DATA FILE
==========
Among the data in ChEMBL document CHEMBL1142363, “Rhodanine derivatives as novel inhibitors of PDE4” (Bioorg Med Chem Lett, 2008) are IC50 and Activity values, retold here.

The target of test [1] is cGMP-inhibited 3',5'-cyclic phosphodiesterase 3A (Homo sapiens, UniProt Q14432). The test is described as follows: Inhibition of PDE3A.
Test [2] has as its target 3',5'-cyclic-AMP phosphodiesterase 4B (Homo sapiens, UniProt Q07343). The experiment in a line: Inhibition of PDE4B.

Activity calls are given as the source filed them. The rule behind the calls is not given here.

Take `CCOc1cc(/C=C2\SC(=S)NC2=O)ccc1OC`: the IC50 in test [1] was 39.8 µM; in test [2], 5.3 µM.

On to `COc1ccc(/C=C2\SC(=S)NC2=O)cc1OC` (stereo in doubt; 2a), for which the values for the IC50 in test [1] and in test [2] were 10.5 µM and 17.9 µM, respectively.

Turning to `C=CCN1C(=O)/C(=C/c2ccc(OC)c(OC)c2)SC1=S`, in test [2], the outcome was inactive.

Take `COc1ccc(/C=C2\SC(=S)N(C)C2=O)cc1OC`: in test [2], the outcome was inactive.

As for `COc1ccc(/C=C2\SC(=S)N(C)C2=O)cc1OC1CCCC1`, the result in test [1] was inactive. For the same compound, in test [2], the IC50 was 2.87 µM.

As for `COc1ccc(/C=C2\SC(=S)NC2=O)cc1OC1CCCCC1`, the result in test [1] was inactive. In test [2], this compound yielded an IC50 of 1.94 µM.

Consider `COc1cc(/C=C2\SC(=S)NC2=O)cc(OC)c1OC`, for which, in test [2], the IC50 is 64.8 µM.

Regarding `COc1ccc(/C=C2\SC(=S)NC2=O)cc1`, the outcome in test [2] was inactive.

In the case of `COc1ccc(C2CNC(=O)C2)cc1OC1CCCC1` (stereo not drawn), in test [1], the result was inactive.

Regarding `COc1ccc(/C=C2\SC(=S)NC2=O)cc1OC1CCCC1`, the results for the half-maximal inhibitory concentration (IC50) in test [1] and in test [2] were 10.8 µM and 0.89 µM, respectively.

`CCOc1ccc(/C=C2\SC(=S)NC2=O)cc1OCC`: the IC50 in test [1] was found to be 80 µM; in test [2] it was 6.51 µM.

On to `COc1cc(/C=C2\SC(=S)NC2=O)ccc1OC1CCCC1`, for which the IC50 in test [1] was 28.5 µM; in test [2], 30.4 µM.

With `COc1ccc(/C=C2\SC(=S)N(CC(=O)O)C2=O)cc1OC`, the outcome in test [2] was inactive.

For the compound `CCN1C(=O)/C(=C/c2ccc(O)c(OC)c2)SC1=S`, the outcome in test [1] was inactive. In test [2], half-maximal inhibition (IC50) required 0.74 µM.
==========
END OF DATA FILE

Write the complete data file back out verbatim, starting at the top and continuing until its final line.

Among the data in ChEMBL document CHEMBL1142363, “Rhodanine derivatives as novel inhibitors of PDE4” (Bioorg Med Chem Lett, 2008) are IC50 and Activity values, retold here.

The target of test [1] is cGMP-inhibited 3',5'-cyclic phosphodiesterase 3A (Homo sapiens, UniProt Q14432). The test is described as follows: Inhibition of PDE3A.
Test [2] has as its target 3',5'-cyclic-AMP phosphodiesterase 4B (Homo sapiens, UniProt Q07343). The experiment in a line: Inhibition of PDE4B.

Activity calls are given as the source filed them. The rule behind the calls is not given here.

Take `CCOc1cc(/C=C2\SC(=S)NC2=O)ccc1OC`: the IC50 in test [1] was 39.8 µM; in test [2], 5.3 µM.

On to `COc1ccc(/C=C2\SC(=S)NC2=O)cc1OC` (stereo in doubt; 2a), for which the values for the IC50 in test [1] and in test [2] were 10.5 µM and 17.9 µM, respectively.

Turning to `C=CCN1C(=O)/C(=C/c2ccc(OC)c(OC)c2)SC1=S`, in test [2], the outcome was inactive.

Take `COc1ccc(/C=C2\SC(=S)N(C)C2=O)cc1OC`: in test [2], the outcome was inactive.

As for `COc1ccc(/C=C2\SC(=S)N(C)C2=O)cc1OC1CCCC1`, the result in test [1] was inactive. For the same compound, in test [2], the IC50 was 2.87 µM.

As for `COc1ccc(/C=C2\SC(=S)NC2=O)cc1OC1CCCCC1`, the result in test [1] was inactive. In test [2], this compound yielded an IC50 of 1.94 µM.

Consider `COc1cc(/C=C2\SC(=S)NC2=O)cc(OC)c1OC`, for which, in test [2], the IC50 is 64.8 µM.

Regarding `COc1ccc(/C=C2\SC(=S)NC2=O)cc1`, the outcome in test [2] was inactive.

In the case of `COc1ccc(C2CNC(=O)C2)cc1OC1CCCC1` (stereo not drawn), in test [1], the result was inactive.

Regarding `COc1ccc(/C=C2\SC(=S)NC2=O)cc1OC1CCCC1`, the results for the half-maximal inhibitory concentration (IC50) in test [1] and in test [2] were 10.8 µM and 0.89 µM, respectively.

`CCOc1ccc(/C=C2\SC(=S)NC2=O)cc1OCC`: the IC50 in test [1] was found to be 80 µM; in test [2] it was 6.51 µM.

On to `COc1cc(/C=C2\SC(=S)NC2=O)ccc1OC1CCCC1`, for which the IC50 in test [1] was 28.5 µM; in test [2], 30.4 µM.

With `COc1ccc(/C=C2\SC(=S)N(CC(=O)O)C2=O)cc1OC`, the outcome in test [2] was inactive.

For the compound `CCN1C(=O)/C(=C/c2ccc(O)c(OC)c2)SC1=S`, the outcome in test [1] was inactive. In test [2], half-maximal inhibition (IC50) required 0.74 µM.